Freedom and Justice For All? Part 1
2 August, 2009
“An avidity to punish is always dangerous to liberty. It leads men to stretch, to misinterpret, and to misapply even the best of laws. He that would make his own liberty secure must guard even his enemy from oppression; for if he violates his duty, he establishes a precedent that will reach to himself.”
-Thomas Paine, Rights of Man
We, as a nation, take pride in the fact that our country was founded on the ideals of justice and the protection of liberty. In reality, we incarcerate more citizens than any other nation in the world—5 times more on average. The United States claims 25% of the world’s incarcerated people, yet we have less than 5% of the world’s population. Keeping such a vast number of people behind bars costs the American taxpayers $68 billion dollars a year.
The percentage of our population in prison exceeds that of Russia & China combined, and we incarcerate up to seven times more often than our western allies. In addition, we are the only nation in the world to mete out decades-long prison sentences to adolescent and pre-adolescent offenders. In doing so we violate international law and ignore international norms.
Some might assume that our high incarceration rate, as compared with that of other countries, is due to a higher crime rate. Not so. The U.S. incarcerates more people per incident of crime than other counties. There is no correlation between crime rate and incarceration rate in the United States.
Senator Jim Webb and his staff have been researching the justice and prison systems in the U.S. for two years. His conclusion? “America’s criminal justice system has deteriorated to the point that it is a national disgrace.”
- We currently have 2.3 Million people behind bars
- Children as young as 12 are being tried as adults and receiving multi-decade or life sentences to be served out in adult prisons
- 1 in every 31 adults in the U.S. is either in prison or on supervised release
- There are 4 times as many mentally ill people in prison as there are in psychiatric hospitals
- African-Americans are more than 6 times as likely to be incarcerated as whites; Latinos are twice as likely
- Nearly 60% of the people in state prisons serving time for drug offenses have no history of violence and were not accused of selling drugs.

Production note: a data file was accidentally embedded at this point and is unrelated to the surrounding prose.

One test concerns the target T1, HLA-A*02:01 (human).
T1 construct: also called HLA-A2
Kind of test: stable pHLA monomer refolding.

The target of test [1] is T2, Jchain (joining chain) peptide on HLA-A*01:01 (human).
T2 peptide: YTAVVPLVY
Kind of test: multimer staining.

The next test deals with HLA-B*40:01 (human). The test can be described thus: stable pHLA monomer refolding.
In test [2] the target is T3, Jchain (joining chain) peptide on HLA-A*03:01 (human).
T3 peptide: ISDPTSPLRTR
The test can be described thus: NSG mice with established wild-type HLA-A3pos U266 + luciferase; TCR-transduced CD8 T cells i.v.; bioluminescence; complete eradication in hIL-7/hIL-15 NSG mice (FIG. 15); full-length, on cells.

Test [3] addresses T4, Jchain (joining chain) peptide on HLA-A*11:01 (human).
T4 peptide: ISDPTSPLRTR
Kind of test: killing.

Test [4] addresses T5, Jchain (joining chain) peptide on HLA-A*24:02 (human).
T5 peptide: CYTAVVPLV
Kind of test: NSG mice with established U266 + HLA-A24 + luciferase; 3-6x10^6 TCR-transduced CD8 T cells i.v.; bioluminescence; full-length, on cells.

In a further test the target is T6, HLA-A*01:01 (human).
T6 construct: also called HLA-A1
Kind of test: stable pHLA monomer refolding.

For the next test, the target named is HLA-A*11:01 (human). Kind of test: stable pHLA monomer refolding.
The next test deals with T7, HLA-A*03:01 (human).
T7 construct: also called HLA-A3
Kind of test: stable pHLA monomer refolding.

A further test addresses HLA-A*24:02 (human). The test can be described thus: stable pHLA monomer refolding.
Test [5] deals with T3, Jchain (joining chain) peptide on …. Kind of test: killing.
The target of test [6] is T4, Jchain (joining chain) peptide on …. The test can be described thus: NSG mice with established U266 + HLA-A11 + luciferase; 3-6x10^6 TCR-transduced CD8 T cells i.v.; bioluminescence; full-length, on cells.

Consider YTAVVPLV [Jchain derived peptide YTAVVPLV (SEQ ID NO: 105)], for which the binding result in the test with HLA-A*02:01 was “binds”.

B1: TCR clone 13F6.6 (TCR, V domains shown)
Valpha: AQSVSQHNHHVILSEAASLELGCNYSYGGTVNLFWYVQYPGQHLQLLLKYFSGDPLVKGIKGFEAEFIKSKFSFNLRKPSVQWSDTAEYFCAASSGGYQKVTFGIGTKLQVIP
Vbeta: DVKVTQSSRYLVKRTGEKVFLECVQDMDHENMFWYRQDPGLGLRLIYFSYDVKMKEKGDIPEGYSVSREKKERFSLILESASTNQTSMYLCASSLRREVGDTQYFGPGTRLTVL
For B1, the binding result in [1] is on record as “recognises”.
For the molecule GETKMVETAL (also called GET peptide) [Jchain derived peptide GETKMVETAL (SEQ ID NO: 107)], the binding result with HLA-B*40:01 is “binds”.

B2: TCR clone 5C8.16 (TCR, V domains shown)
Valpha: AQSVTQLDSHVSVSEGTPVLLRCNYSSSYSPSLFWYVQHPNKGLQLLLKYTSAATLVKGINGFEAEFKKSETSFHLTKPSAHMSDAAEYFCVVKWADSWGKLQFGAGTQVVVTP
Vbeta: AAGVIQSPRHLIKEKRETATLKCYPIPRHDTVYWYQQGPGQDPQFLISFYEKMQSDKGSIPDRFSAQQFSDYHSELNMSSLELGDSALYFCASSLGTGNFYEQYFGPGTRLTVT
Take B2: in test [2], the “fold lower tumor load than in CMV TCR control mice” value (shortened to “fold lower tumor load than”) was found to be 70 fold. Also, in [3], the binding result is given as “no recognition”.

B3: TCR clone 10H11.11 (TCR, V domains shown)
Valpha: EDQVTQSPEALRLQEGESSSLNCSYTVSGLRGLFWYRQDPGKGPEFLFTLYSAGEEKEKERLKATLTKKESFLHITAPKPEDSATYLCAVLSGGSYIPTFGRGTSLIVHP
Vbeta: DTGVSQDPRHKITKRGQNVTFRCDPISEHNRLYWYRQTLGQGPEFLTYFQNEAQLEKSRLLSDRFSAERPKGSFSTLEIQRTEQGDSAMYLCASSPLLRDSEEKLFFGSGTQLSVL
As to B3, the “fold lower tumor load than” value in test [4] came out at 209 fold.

How We Got Here
According to research conducted by Christopher Hartney and the National Council on Crime and Delinquency (NCCD) the trend over the last 30 years has been for the US to “…rely on imprisonment as its response to all types of crime.”
Three elements have significantly contributed to this trend over the past three decades:
In the 1970s, the ‘Rockefeller Drug Laws’ were enacted in New York. In an effort to deter would-be users, and to isolate those who were caught possessing drugs, these laws promised severe punishment for substance abuse and included mandatory sentences for even first-time, non-violent offenders. A cascade of harsher drug sentences across the United States ensued.
In the 1980s Americans became increasingly anxious about crime. The media sensationalized isolated, but heinous, crimes, contributing to this anxiety. In turn, politicians crafted increasingly punitive initiatives. This led to laws such as Mandatory Minimum sentencing, “Three Strikes”, and other such legislation. The result was longer sentences and an increased number of arrests for an ever-widening range of offenses.
Prison guard associations have grown powerful. For the most part, prior to 1982 Prison Guard Unions had the limited role of advocating for the rights and benefits of their members. In the 80s, guards had a falling out with the labor movement, and guard associations emerged to fill the void. The associations have been committed to a far broader agenda than were their union predecessors. According to reporter, Adam Doster, “[The associations] staunchly protect their workers while appealing to lawmakers who are receptive to ‘tough on crime’ legislation that might prove profitable down the road.” It appears that they have been successful in their efforts to lobby for laws that will effectively increase the number of people in prison.
Over time the combination of these factors has given rise to a very powerful prison-industrial complex which vigorously advocates for tougher laws, more punitive sentencing, and the building of additional prisons.
A Push For Reform
Senator Webb has concluded that, “We need to fix the system. Doing so will require a major nationwide recalculation of who goes to prison and for how long…”
Watch for Part 2 detailing prison reform efforts in the United States